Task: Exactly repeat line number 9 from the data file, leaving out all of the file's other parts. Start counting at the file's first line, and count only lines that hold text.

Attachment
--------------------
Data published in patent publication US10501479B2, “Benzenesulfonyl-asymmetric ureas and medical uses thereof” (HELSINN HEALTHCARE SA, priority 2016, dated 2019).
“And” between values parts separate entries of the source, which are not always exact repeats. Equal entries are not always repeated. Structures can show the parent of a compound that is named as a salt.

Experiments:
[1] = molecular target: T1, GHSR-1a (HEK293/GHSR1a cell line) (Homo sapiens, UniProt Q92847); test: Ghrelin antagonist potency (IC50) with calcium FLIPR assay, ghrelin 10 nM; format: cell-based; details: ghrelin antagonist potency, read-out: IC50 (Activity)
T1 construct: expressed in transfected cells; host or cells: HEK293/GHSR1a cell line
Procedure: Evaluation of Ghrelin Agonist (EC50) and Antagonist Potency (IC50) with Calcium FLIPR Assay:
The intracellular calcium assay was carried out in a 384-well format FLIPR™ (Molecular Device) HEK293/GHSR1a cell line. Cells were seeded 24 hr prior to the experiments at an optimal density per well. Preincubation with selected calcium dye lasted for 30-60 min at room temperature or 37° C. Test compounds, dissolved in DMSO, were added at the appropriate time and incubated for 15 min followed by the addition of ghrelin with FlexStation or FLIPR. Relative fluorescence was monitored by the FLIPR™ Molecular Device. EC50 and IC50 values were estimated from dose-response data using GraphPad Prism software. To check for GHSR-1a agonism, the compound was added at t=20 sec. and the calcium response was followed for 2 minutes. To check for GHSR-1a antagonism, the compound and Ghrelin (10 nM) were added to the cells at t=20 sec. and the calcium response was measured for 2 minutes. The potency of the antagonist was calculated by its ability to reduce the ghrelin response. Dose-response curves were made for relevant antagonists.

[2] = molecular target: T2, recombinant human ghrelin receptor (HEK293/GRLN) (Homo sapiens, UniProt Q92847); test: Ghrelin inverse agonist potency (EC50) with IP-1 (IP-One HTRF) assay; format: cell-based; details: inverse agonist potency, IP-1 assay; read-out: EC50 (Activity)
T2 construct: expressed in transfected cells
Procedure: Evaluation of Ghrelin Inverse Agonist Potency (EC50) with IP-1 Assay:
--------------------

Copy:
T2 construct: expressed in transfected cells